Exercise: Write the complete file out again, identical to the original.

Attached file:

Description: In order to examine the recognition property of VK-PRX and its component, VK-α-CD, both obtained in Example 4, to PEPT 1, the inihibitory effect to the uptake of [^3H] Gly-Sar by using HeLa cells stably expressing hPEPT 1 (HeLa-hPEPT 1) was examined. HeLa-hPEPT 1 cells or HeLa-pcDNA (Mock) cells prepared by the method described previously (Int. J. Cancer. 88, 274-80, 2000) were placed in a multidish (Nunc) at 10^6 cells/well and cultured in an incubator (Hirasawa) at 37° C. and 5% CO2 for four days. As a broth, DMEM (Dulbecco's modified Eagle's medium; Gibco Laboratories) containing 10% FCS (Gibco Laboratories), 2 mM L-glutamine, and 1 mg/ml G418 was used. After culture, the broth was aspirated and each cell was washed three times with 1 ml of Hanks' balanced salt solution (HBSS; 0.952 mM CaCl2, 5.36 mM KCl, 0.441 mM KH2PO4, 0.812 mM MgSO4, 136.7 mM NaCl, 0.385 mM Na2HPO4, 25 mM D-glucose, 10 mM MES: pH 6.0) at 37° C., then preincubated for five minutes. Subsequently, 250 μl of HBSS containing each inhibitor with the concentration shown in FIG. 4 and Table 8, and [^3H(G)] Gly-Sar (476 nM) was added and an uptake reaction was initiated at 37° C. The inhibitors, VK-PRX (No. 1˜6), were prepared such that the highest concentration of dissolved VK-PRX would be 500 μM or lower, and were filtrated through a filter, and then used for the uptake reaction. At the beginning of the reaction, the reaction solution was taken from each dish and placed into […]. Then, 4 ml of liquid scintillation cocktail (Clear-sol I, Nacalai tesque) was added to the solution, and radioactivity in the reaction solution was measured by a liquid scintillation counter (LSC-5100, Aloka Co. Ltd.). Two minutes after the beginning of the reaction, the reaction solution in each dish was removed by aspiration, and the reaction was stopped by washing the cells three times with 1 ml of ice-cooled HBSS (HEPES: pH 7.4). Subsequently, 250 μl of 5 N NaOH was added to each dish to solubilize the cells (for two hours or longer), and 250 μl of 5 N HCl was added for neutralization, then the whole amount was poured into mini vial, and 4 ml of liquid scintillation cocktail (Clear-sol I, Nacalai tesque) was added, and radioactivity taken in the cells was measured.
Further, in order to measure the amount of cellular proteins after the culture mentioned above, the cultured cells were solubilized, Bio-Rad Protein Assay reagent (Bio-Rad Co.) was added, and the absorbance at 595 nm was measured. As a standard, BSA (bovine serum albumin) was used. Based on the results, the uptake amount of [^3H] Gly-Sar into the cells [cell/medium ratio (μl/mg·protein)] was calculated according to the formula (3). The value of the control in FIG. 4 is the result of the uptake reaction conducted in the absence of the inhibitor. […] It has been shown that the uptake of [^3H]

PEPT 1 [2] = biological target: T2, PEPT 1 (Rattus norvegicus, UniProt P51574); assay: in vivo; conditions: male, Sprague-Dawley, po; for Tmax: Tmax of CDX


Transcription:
Description: In order to examine the recognition property of VK-PRX and its component, VK-α-CD, both obtained in Example 4, to PEPT 1, the inihibitory effect to the uptake of [^3H] Gly-Sar by using HeLa cells stably expressing hPEPT 1 (HeLa-hPEPT 1) was examined. HeLa-hPEPT 1 cells or HeLa-pcDNA (Mock) cells prepared by the method described previously (Int. J. Cancer. 88, 274-80, 2000) were placed in a multidish (Nunc) at 10^6 cells/well and cultured in an incubator (Hirasawa) at 37° C. and 5% CO2 for four days. As a broth, DMEM (Dulbecco's modified Eagle's medium; Gibco Laboratories) containing 10% FCS (Gibco Laboratories), 2 mM L-glutamine, and 1 mg/ml G418 was used. After culture, the broth was aspirated and each cell was washed three times with 1 ml of Hanks' balanced salt solution (HBSS; 0.952 mM CaCl2, 5.36 mM KCl, 0.441 mM KH2PO4, 0.812 mM MgSO4, 136.7 mM NaCl, 0.385 mM Na2HPO4, 25 mM D-glucose, 10 mM MES: pH 6.0) at 37° C., then preincubated for five minutes. Subsequently, 250 μl of HBSS containing each inhibitor with the concentration shown in FIG. 4 and Table 8, and [^3H(G)] Gly-Sar (476 nM) was added and an uptake reaction was initiated at 37° C. The inhibitors, VK-PRX (No. 1˜6), were prepared such that the highest concentration of dissolved VK-PRX would be 500 μM or lower, and were filtrated through a filter, and then used for the uptake reaction. At the beginning of the reaction, the reaction solution was taken from each dish and placed into […]. Then, 4 ml of liquid scintillation cocktail (Clear-sol I, Nacalai tesque) was added to the solution, and radioactivity in the reaction solution was measured by a liquid scintillation counter (LSC-5100, Aloka Co. Ltd.). Two minutes after the beginning of the reaction, the reaction solution in each dish was removed by aspiration, and the reaction was stopped by washing the cells three times with 1 ml of ice-cooled HBSS (HEPES: pH 7.4). Subsequently, 250 μl of 5 N NaOH was added to each dish to solubilize the cells (for two hours or longer), and 250 μl of 5 N HCl was added for neutralization, then the whole amount was poured into mini vial, and 4 ml of liquid scintillation cocktail (Clear-sol I, Nacalai tesque) was added, and radioactivity taken in the cells was measured.
Further, in order to measure the amount of cellular proteins after the culture mentioned above, the cultured cells were solubilized, Bio-Rad Protein Assay reagent (Bio-Rad Co.) was added, and the absorbance at 595 nm was measured. As a standard, BSA (bovine serum albumin) was used. Based on the results, the uptake amount of [^3H] Gly-Sar into the cells [cell/medium ratio (μl/mg·protein)] was calculated according to the formula (3). The value of the control in FIG. 4 is the result of the uptake reaction conducted in the absence of the inhibitor. […] It has been shown that the uptake of [^3H]

PEPT 1 [2] = biological target: T2, PEPT 1 (Rattus norvegicus, UniProt P51574); assay: in vivo; conditions: male, Sprague-Dawley, po; for Tmax: Tmax of CDX